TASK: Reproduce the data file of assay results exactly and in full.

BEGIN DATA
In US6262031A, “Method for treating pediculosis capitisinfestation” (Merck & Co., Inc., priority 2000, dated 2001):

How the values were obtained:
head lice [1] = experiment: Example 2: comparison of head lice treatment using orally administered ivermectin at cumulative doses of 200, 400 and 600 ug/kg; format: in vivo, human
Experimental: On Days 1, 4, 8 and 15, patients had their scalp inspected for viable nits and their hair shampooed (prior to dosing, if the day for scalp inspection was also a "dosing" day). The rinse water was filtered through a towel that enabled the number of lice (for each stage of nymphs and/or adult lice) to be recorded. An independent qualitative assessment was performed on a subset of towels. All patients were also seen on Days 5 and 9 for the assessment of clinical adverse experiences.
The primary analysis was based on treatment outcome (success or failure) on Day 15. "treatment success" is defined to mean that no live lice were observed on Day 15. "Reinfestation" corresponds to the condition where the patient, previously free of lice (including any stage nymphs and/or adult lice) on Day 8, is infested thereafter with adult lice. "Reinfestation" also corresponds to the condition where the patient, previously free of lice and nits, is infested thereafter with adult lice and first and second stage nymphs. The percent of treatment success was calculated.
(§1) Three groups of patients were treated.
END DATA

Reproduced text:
In US6262031A, “Method for treating pediculosis capitisinfestation” (Merck & Co., Inc., priority 2000, dated 2001):

How the values were obtained:
head lice [1] = experiment: Example 2: comparison of head lice treatment using orally administered ivermectin at cumulative doses of 200, 400 and 600 ug/kg; format: in vivo, human
Experimental: On Days 1, 4, 8 and 15, patients had their scalp inspected for viable nits and their hair shampooed (prior to dosing, if the day for scalp inspection was also a "dosing" day). The rinse water was filtered through a towel that enabled the number of lice (for each stage of nymphs and/or adult lice) to be recorded. An independent qualitative assessment was performed on a subset of towels. All patients were also seen on Days 5 and 9 for the assessment of clinical adverse experiences.
The primary analysis was based on treatment outcome (success or failure) on Day 15. "treatment success" is defined to mean that no live lice were observed on Day 15. "Reinfestation" corresponds to the condition where the patient, previously free of lice (including any stage nymphs and/or adult lice) on Day 8, is infested thereafter with adult lice. "Reinfestation" also corresponds to the condition where the patient, previously free of lice and nits, is infested thereafter with adult lice and first and second stage nymphs. The percent of treatment success was calculated.
(§1) Three groups of patients were treated.